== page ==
X-band weather radars are compact, cost effective and energy efficient. They can also provide near real-time and high-resolution rainfall data.
This project’s nowcasting model has been providing rainfall data to PUB’s system with promising results. It is in the process of being improved further and evaluated based on a sufficient number of rain events to ensure the required accuracy is achieved.
Working with weather radar specialists from the radar supplier Furuno, H2i has been developing this system for the PUB since June 2016. It is expected to be completed by December 2018.
This project will create opportunities for the development of a commercial X-band radar rainfall monitoring and nowcasting system that could apply to flood management in other cities in Asia.
The Tropical Marine Science Institute (TMSI) has renewed its contract with the Hydroinformatics Institute (H2i) to monitor and understand the seasonal changes in water characteristics and current circulation in Singapore’s coastal waters.
TMSI, Singapore’s leading institute for tropical marine science as well as environmental science, has worked with H2i since 2015.
The new contract will run to 2019, with an option to be extended to 2020.
Using state-of-the-art technology, H2i and TMSI measure the quality of Singapore’s coastal waters over various time periods. The results allow for a better understanding of seasonal changes and how they impact the quality of Singapore’s waters.
More details about the project are available here: http://www.h2i.sg/staying-current-on-coastal-water-processes/
As a geography undergraduate looking for an internship, I had hoped to land in an organization that would give me a glimpse of the subject as it was applied. At the Hydroinformatics Institute, I got that - and more.
Over the last two months that I have spent at H2i, which helps countries and companies manage the earth’s most critical resource, I have had a close up view of how big data and technology intersects with the environment. For a student who had, till now, gleaned her water knowledge largely from textbook and theory, the experience has been both intimidating and eye opening.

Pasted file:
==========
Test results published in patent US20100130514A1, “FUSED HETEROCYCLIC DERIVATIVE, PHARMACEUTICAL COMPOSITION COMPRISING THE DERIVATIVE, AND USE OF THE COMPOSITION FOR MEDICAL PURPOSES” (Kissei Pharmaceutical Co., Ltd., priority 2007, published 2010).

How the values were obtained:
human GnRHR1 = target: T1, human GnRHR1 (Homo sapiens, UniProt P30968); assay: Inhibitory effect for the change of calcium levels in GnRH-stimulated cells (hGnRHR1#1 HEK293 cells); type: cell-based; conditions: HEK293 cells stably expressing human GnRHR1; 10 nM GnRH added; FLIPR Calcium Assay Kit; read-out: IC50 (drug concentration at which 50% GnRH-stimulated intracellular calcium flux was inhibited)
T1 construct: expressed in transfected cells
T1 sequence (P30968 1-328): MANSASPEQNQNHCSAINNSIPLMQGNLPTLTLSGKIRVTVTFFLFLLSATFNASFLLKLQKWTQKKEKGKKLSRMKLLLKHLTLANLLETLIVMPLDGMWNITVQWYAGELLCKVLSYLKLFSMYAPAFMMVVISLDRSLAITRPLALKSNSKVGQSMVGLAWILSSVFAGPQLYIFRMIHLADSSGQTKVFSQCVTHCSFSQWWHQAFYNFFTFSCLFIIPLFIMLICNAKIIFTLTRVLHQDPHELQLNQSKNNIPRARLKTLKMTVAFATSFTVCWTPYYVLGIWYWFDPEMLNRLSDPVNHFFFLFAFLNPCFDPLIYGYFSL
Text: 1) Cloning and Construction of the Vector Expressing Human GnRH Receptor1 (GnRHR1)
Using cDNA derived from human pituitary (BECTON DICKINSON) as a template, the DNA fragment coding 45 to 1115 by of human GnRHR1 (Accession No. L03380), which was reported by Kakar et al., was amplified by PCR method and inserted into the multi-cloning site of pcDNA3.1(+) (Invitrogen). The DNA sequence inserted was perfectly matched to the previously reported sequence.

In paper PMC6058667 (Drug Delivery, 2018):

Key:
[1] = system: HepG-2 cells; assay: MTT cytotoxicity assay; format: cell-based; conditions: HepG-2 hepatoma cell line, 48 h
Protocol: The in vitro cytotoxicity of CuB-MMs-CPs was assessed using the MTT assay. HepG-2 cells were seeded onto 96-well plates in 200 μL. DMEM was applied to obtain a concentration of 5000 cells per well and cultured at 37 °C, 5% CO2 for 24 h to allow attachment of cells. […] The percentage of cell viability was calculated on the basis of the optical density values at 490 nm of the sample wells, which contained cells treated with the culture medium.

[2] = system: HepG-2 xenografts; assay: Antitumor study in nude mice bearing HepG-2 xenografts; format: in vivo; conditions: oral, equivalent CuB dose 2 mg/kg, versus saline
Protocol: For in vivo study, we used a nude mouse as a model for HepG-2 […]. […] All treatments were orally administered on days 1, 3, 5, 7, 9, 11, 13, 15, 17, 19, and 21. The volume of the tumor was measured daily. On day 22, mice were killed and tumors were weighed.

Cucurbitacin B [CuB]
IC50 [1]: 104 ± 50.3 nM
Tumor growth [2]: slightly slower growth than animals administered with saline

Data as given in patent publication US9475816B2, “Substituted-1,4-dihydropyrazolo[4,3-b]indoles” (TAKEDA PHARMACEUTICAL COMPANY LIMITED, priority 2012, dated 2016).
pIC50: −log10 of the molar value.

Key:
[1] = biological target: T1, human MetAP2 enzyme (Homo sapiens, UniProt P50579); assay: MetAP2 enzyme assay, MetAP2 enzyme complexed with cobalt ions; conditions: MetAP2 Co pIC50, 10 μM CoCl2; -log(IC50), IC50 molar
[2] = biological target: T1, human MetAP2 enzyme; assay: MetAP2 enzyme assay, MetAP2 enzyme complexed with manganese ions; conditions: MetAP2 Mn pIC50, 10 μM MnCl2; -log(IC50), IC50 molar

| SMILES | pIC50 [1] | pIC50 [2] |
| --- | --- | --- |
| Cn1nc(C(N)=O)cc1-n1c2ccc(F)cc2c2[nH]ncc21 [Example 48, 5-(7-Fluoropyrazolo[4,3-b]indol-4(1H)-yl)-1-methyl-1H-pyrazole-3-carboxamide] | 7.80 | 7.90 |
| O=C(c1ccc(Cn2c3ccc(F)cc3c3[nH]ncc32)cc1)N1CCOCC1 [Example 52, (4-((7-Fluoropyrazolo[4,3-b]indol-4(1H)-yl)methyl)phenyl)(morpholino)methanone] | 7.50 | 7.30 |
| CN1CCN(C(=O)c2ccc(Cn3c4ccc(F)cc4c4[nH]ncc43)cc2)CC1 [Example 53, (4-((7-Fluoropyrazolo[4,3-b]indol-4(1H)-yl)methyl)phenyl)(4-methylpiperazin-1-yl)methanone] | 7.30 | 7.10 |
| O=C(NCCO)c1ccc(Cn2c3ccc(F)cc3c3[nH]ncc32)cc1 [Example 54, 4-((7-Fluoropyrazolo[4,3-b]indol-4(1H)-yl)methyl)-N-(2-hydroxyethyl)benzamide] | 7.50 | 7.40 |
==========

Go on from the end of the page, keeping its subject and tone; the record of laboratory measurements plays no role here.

Learning to handle data was initially mind-boggling. But what seemed to be a blur of numbers on an excel sheet has since started to make sense. Thanks to the patience of my colleagues, patterns began to emerge, about rainfall and floods, or about climatic patterns, and I learnt to see the stories that the numbers presented.
But beyond seeing those stories, I’ve also had opportunities to learn to tell some stories, and how narratives are critical to science and technology – more than just data scientists need to understand what the numbers mean. To that end, I had a chance to create several articles about our projects for our website and LinkedIn page. When I participated in the Singapore International Water Week (SIWW), for example, I heard about the many complex water issues the world faces today and wrote about the innovations that are helping the world manage them better.
While my time here has been short, it certainly has given me a deeper understanding of the complexities of water management and what companies like H2i are doing to help governments and corporations deal with them.
As I continue my studies in geography and sustainable development, it is with a view to return to the sector, so I can do my part in creating a better future. When I do, I am sure the blur of numbers will all make even more sense.
Thank you, H2i, for giving me this opportunity.
Ms Nishtha Manocha has joined the Hydroinformatics Institute (H2i) as a project manager (hydrology).
Nishtha’s years of experience in the fields of hydrology, climate adaptation, real options and water policy makes her an expert in developing adaptive solutions to combat uncertain climate change.